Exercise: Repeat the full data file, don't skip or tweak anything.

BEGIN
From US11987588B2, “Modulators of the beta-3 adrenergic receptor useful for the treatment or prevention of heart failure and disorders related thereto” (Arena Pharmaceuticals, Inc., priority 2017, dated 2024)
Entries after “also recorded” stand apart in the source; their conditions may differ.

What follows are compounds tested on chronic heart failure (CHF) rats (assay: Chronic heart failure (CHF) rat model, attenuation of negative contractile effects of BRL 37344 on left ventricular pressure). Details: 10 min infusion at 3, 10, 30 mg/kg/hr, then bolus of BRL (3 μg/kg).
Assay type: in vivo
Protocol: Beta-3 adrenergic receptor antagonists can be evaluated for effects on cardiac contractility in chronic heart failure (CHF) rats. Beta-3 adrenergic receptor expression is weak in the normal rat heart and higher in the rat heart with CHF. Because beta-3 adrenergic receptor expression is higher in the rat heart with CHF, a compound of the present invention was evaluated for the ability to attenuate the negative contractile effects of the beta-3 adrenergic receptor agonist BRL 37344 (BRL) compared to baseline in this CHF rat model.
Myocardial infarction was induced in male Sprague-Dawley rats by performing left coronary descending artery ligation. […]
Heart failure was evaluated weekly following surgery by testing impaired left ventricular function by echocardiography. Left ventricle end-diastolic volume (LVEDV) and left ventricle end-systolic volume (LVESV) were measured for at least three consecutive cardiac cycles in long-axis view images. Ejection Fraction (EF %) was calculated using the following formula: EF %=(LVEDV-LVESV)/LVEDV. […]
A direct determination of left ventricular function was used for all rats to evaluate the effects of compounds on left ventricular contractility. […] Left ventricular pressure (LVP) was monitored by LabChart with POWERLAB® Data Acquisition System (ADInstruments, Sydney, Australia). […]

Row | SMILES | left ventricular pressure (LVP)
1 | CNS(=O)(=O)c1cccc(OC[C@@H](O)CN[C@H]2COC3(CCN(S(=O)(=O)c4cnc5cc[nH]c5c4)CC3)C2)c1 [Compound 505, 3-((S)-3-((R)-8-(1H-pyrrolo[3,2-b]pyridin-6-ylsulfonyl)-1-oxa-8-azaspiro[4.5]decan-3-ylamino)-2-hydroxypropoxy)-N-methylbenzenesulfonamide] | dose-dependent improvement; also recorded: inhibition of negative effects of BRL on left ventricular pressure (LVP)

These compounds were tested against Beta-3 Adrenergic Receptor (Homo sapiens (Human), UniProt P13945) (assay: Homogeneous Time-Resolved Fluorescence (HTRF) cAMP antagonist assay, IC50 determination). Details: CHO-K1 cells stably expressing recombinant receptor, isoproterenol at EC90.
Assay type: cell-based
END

From US11987588B2, “Modulators of the beta-3 adrenergic receptor useful for the treatment or prevention of heart failure and disorders related thereto” (Arena Pharmaceuticals, Inc., priority 2017, dated 2024)
Entries after “also recorded” stand apart in the source; their conditions may differ.

What follows are compounds tested on chronic heart failure (CHF) rats (assay: Chronic heart failure (CHF) rat model, attenuation of negative contractile effects of BRL 37344 on left ventricular pressure). Details: 10 min infusion at 3, 10, 30 mg/kg/hr, then bolus of BRL (3 μg/kg).
Assay type: in vivo
Protocol: Beta-3 adrenergic receptor antagonists can be evaluated for effects on cardiac contractility in chronic heart failure (CHF) rats. Beta-3 adrenergic receptor expression is weak in the normal rat heart and higher in the rat heart with CHF. Because beta-3 adrenergic receptor expression is higher in the rat heart with CHF, a compound of the present invention was evaluated for the ability to attenuate the negative contractile effects of the beta-3 adrenergic receptor agonist BRL 37344 (BRL) compared to baseline in this CHF rat model.
Myocardial infarction was induced in male Sprague-Dawley rats by performing left coronary descending artery ligation. […]
Heart failure was evaluated weekly following surgery by testing impaired left ventricular function by echocardiography. Left ventricle end-diastolic volume (LVEDV) and left ventricle end-systolic volume (LVESV) were measured for at least three consecutive cardiac cycles in long-axis view images. Ejection Fraction (EF %) was calculated using the following formula: EF %=(LVEDV-LVESV)/LVEDV. […]
A direct determination of left ventricular function was used for all rats to evaluate the effects of compounds on left ventricular contractility. […] Left ventricular pressure (LVP) was monitored by LabChart with POWERLAB® Data Acquisition System (ADInstruments, Sydney, Australia). […]

Row | SMILES | left ventricular pressure (LVP)
1 | CNS(=O)(=O)c1cccc(OC[C@@H](O)CN[C@H]2COC3(CCN(S(=O)(=O)c4cnc5cc[nH]c5c4)CC3)C2)c1 [Compound 505, 3-((S)-3-((R)-8-(1H-pyrrolo[3,2-b]pyridin-6-ylsulfonyl)-1-oxa-8-azaspiro[4.5]decan-3-ylamino)-2-hydroxypropoxy)-N-methylbenzenesulfonamide] | dose-dependent improvement; also recorded: inhibition of negative effects of BRL on left ventricular pressure (LVP)

These compounds were tested against Beta-3 Adrenergic Receptor (Homo sapiens (Human), UniProt P13945) (assay: Homogeneous Time-Resolved Fluorescence (HTRF) cAMP antagonist assay, IC50 determination). Details: CHO-K1 cells stably expressing recombinant receptor, isoproterenol at EC90.
Assay type: cell-based